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New Jersey's Monitoring Did Not Ensure Child Care Provider Compliance With State Criminal Background Check Requirements at 9 of 30 Providers Reviewed

Issued on  | Posted on  | Report number: A-02-19-02004

Why OIG Did This Audit

The Child Care and Development Block Grant Act (CCDBG Act) of 2014 added new requirements for States receiving funding from the Child Care and Development Fund (CCDF) to conduct comprehensive criminal background checks on staff members and prospective staff members of child care providers every 5 years. Criminal background check requirements apply to any staff member who is employed by a child care provider for compensation or whose activities involve the care or supervision of children or unsupervised access to children.

Our objective was to determine whether New Jersey's monitoring of child care providers ensured provider compliance with State requirements related to criminal background checks established under the CCDBG Act.

How OIG Did This Audit

Our audit covered 3,169 licensed child care centers and registered family homes that received CCDF funding during Federal fiscal year 2018. We used geographic area and total CCDF funding received to select 15 licensed child care center providers and 15 registered family home providers. In total, we reviewed supporting documentation for 649 individuals who were current employees or household members at 30 different child care provider locations.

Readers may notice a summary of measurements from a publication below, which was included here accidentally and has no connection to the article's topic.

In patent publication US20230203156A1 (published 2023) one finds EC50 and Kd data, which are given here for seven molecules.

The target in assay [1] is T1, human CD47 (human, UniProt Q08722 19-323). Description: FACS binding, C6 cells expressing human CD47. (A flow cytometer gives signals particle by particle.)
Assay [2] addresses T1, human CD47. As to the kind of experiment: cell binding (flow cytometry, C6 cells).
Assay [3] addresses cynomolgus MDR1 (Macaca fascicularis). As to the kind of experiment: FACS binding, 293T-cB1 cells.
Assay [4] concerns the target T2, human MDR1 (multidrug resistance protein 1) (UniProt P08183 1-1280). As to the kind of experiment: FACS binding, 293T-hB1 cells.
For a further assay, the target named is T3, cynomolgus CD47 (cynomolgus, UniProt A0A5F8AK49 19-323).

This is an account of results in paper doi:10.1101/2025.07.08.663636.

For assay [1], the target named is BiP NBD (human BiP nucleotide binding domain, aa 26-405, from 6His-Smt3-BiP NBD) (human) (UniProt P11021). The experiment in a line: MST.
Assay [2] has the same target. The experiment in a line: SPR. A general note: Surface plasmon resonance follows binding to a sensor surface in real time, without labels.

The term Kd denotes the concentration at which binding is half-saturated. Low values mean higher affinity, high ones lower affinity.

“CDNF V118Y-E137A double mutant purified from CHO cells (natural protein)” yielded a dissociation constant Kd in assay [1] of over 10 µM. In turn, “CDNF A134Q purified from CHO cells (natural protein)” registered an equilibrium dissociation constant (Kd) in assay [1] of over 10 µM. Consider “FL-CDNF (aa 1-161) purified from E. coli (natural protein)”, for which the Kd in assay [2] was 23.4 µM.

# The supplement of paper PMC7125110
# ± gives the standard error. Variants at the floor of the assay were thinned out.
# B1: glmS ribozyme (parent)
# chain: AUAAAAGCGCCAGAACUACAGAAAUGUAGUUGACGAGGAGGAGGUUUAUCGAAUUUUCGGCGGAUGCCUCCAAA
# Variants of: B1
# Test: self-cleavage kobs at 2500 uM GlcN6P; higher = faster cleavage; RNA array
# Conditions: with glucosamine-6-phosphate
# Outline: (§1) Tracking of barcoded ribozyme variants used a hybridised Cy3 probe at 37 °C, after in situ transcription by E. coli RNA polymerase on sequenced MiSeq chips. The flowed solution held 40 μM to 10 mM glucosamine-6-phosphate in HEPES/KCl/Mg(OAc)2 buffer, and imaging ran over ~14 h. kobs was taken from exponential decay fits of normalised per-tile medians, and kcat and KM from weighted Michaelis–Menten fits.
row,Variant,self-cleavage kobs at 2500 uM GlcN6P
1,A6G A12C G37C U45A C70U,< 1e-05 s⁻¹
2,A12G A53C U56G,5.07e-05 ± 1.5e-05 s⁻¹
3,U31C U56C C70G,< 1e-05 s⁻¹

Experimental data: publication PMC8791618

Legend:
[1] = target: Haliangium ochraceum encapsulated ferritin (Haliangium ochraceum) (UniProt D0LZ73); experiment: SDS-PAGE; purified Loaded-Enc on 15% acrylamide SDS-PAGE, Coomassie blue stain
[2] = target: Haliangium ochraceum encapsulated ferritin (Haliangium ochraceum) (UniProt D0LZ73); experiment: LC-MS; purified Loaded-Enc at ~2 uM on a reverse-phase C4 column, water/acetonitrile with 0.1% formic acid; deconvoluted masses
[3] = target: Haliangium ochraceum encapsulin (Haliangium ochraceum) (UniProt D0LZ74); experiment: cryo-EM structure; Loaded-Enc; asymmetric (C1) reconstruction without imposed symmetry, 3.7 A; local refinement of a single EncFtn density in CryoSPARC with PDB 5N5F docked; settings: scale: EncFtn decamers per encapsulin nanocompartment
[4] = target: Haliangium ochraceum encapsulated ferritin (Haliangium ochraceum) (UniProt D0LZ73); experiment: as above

What OIG Found

New Jersey's monitoring did not ensure provider compliance with State requirements related to criminal background checks at 9 of 30 child care provider locations we reviewed. We found that 26 of 649 individuals did not obtain 1 or more of the required criminal background checks.

These errors occurred because despite periodic inspections that include a 100-percent review of employee or household member criminal background check documentation, it is still possible for providers to hire individuals or have household members in the home without the State's knowledge during the time between these inspections. Therefore, New Jersey would not be aware that background checks had not been conducted on prospective employees or new household members until an inspection was performed. In addition, New Jersey would not know to follow up with providers on current employees or household members who are required to renew their criminal background checks.

What OIG Recommends and New Jersey's Comments

We recommended that New Jersey conduct all required criminal background checks for the 26 individuals we reviewed who did not have the required checks, develop a system that alerts it when criminal background checks need to be completed for prospective and current employees and household members, and continue to work with the Administration for Children and Families to reach substantial compliance with criminal background check requirements.

In written comments on our draft report, New Jersey did not indicate concurrence or nonconcurrence with our recommendations; however, it described actions it had taken or planned to take to address them. Specifically, New Jersey stated that it had followed up on the 26 individuals cited in our report and these individuals have received the required background checks. New Jersey also stated that two systems had been developed that allowed compliance with background check requirements to be monitored. Finally, New Jersey stated it had taken steps to ensure that all family child care providers and household members had completed required background checks, and was continuing to work towards implementing National Sex Offender Registry Checks and inter-State checks for licensed child care centers. We commend New Jersey for taking appropriate corrective actions in response to our recommendations.